Parshah Re’eh with Sarah BasAvraham

“You can therefore see that I am placing before you this day a blessing and a curse.”

Parshah summary:

Moses continues to instruct the people. They are given the choice of a blessing or a curse. Next, they are warned to eradicate any remnants of idolatry from the land. Any offering must be brought to the Chosen Place. He warns the people against false prophets who tempt them into following false gods and idolatrous ways; such people should be put to death. The remainder of the parshah details kashrus, tithes, the Sabbatical year, the laws regarding the lending of money, the Jew who is a slave, and the consecration of the firstborn. Finally, the main Yomin Tovim are reviewed: Pesach, Shavuos, and Succos. (N.b.-Rosh HaShana and Yom Yippur were not included b/c these holidays did not change from the desert to the land of Israel.-Rav. S.R. Hirsh)

Re’eh commands us to open our eyes and SEE, not with our physical eyes but with the eyes of our soul, to behold the gift of choice that we have been given. Once again HaShem is making us co-creators of our world, choosing each day again and again brachas (blessings) and klalas (curses). Just how clear our sight is depends upon what we choose to focus on. This flows into thesecond part of the parshah. What remants of idolatry do we see in our lives? What false gods? The temptations of modern idolatry are not difficult to find: materialism; greed; destruction of the environment; racial prejudice; religious intolerance; senseless acts of violence, etc. And these are but the large gods of society. Many are the lesser altars that find their way into our homes and focus our vision to the detriment of our true sight: career; money; societal approval; sexual needs; etc. These can all blind us when it comes to making choices, important choices, between brachas and klalas.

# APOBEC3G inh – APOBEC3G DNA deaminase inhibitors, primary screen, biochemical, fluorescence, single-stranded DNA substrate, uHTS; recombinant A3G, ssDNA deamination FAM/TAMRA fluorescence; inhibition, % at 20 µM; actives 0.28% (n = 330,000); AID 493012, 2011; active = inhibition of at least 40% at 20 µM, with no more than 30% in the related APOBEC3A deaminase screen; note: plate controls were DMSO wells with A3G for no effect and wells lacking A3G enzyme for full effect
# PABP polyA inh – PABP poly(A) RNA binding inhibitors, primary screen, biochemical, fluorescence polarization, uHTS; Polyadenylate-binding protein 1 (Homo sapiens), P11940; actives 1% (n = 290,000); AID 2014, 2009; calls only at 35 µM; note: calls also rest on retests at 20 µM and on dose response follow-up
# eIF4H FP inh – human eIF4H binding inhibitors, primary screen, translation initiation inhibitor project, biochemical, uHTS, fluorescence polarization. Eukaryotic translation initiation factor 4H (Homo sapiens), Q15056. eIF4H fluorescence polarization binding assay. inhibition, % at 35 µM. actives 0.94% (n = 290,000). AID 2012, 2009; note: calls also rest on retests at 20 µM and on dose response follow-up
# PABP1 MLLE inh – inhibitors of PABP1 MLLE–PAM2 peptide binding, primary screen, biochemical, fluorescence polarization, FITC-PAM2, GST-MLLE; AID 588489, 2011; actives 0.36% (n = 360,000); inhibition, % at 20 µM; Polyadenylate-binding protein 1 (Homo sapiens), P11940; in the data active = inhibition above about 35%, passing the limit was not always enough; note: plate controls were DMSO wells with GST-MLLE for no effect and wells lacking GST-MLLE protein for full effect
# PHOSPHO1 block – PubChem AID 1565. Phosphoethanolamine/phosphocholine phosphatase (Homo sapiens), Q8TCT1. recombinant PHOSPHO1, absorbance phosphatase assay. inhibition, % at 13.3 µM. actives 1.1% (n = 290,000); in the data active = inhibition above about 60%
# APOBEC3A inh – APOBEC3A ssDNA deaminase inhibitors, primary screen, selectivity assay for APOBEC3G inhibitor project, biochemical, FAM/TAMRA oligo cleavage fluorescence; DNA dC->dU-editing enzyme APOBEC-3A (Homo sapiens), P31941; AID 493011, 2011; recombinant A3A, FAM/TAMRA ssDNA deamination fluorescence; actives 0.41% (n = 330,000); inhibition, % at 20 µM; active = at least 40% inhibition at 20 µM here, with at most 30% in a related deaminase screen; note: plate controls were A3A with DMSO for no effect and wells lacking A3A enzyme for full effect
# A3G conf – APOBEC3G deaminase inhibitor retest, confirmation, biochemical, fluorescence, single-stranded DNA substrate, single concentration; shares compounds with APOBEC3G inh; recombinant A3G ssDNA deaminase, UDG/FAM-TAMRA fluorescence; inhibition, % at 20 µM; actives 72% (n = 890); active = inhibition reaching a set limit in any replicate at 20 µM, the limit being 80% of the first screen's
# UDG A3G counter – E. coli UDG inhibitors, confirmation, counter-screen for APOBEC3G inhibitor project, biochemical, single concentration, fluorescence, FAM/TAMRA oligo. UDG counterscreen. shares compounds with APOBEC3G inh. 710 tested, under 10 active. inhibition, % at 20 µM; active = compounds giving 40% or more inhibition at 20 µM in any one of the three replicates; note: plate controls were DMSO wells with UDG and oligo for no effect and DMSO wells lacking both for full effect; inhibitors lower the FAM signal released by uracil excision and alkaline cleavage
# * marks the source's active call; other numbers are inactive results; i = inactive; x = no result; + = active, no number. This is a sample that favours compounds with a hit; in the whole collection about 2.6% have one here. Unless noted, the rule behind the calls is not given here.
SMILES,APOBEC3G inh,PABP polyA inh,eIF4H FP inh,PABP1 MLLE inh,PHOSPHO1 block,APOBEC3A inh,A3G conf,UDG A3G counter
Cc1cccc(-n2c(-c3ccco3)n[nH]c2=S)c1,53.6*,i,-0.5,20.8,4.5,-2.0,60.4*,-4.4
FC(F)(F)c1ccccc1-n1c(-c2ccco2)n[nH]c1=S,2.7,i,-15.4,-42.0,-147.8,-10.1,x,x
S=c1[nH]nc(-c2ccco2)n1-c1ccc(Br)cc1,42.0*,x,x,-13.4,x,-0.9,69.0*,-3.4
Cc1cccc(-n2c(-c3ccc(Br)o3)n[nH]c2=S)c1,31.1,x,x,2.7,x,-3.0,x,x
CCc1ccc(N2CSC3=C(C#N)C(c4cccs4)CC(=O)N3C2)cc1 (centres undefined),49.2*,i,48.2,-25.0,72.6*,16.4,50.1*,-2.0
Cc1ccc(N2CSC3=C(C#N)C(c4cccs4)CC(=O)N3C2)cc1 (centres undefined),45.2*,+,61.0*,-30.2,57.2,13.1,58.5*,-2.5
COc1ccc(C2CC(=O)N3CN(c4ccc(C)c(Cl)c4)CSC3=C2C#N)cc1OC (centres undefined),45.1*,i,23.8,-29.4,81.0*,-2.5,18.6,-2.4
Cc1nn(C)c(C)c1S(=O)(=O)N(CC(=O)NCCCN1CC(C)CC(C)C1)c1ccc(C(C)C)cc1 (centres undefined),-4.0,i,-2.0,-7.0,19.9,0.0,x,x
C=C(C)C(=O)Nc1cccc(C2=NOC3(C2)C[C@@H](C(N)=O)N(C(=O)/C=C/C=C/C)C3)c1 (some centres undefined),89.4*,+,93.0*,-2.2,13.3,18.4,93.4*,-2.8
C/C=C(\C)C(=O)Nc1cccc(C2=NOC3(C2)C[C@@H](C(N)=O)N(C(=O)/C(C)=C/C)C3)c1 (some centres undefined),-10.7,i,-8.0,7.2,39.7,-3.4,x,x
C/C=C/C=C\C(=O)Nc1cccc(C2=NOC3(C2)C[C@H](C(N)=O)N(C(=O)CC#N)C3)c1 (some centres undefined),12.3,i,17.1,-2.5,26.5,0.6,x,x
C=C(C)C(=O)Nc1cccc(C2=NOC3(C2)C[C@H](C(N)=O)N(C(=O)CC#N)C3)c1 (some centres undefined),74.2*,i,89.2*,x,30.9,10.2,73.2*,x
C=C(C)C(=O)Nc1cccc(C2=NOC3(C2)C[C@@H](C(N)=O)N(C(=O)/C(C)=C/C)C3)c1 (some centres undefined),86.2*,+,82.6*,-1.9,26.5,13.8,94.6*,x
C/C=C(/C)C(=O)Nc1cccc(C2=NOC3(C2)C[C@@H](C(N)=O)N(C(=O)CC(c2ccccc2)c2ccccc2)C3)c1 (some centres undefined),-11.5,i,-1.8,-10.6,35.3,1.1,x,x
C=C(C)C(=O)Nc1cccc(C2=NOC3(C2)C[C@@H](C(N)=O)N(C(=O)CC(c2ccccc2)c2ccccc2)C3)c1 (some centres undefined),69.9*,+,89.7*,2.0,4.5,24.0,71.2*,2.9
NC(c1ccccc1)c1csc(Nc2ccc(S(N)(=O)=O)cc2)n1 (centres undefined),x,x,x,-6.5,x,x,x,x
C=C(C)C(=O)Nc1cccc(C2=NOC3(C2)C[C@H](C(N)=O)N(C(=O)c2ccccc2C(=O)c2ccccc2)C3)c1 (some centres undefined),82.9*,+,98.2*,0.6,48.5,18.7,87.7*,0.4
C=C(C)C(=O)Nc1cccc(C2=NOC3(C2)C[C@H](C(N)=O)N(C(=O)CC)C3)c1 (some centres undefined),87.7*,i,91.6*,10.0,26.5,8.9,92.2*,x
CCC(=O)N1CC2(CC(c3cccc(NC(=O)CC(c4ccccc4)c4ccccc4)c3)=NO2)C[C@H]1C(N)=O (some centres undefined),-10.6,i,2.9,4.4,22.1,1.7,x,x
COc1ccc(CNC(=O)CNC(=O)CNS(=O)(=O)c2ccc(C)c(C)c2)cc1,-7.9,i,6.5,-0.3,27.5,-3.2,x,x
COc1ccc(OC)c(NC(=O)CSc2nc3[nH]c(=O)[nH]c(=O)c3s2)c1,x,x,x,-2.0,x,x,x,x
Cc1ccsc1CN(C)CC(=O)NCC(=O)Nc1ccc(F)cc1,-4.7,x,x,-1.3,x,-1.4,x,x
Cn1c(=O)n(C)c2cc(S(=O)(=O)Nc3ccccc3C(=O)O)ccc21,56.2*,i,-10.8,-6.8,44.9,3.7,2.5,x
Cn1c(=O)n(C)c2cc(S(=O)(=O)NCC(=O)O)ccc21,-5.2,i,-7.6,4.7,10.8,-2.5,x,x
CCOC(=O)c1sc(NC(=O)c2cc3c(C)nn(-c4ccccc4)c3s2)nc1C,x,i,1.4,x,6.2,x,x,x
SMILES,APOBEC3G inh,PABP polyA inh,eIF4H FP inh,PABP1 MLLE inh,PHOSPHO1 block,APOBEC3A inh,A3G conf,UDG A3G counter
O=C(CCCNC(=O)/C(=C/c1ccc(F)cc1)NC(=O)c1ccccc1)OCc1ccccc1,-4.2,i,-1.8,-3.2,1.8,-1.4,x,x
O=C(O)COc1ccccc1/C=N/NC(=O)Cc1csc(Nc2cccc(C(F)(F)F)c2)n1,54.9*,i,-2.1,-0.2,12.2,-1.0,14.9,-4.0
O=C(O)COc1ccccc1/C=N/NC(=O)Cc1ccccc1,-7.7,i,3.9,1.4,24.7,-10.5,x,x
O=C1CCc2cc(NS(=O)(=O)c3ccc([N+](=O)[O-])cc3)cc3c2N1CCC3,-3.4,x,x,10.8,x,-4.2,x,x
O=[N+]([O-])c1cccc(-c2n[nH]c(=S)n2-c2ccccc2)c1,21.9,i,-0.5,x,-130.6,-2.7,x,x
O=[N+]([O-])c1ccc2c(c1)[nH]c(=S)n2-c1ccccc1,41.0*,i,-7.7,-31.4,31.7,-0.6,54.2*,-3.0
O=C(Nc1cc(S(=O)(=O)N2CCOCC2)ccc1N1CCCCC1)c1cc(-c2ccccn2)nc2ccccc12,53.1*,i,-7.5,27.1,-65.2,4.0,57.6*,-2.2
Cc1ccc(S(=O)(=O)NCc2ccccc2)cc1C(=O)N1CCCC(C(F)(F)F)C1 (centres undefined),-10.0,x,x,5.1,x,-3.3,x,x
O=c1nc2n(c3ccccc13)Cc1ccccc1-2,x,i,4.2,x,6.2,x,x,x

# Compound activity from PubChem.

The Talmud states that :sight is the most primary and absolute of all our senses. There was the law that “a witness cannot be a judge.” (Talmud, Rosh HaShana 27a) The prophets describe the messianic age as an age of seeing: “Your eyes will see your Master.” (Isaiah 30:20)

Q: How do YOU best learn something new? By reading? Hearing it? A combination?

(Ex: I have to READ something. I am lingistically and verbally oriented but very visually so.)

Q:Which would you find more credible:

an eyewitness who had see an act occur

an audio witness who had heard an act take place?


Moses warned the people to eradicate the remnants of idolatry and also against following false prophets.

Q:Name some of the remnants of idolatry you see in society:

Do you think that we as Jews are less likely to succumb to them?

Does your practice help you in this?

Q:What are some of your own small altars, to use my terminology? Name one thing that gets in the way of your clear vision.

Q: Name some you would consider false prophets, ancient or modern.

Should they still be put to death?

The people were told to CHOOSE a blessing or a curse.

Q: Is NOT choosing an option?

Q:Give one example of a daily choice between a bracha and a klela you have to make. Does being Jewish help you make this choice?

Finally, in using the term hayom Moses indicated that this choice was not just a one time occurrence but a happening in the here-and-now. We are constantly faced with this need to choose, and with it always comes the opportunity for teshuvah. The choice is never final until our last breath.

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